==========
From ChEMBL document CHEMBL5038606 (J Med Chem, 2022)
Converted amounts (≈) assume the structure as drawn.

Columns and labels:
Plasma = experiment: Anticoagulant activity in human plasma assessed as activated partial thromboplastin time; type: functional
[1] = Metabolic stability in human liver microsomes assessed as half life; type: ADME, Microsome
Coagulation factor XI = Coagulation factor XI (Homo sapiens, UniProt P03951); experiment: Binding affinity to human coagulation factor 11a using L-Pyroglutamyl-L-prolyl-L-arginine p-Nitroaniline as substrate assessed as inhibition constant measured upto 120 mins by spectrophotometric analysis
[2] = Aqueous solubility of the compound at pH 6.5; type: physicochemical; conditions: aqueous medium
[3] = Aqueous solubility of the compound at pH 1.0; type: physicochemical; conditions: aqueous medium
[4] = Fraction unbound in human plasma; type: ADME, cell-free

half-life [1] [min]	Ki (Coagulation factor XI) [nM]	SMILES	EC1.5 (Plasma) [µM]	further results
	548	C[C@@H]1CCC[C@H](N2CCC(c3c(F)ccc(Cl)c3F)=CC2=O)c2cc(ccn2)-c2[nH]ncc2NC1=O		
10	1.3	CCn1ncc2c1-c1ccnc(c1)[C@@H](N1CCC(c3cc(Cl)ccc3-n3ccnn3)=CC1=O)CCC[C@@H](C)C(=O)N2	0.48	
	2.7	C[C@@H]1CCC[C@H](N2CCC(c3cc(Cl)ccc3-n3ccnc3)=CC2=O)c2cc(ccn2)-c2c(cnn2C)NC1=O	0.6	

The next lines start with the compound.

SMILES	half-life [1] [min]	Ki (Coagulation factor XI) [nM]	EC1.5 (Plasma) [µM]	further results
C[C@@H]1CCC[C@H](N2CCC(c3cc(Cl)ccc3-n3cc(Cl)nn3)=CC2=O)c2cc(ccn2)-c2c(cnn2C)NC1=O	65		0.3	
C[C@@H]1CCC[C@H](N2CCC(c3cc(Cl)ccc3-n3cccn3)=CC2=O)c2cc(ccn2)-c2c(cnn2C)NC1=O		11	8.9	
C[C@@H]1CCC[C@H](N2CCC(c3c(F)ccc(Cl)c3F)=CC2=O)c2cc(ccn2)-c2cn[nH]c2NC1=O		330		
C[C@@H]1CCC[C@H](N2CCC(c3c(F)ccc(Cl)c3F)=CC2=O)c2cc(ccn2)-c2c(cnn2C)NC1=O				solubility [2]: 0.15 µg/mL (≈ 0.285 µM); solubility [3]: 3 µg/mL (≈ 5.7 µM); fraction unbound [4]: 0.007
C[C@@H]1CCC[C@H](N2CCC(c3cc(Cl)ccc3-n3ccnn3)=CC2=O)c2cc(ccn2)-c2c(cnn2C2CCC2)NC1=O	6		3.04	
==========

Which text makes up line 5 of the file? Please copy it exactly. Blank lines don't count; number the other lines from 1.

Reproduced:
[1] = Metabolic stability in human liver microsomes assessed as half life; type: ADME, Microsome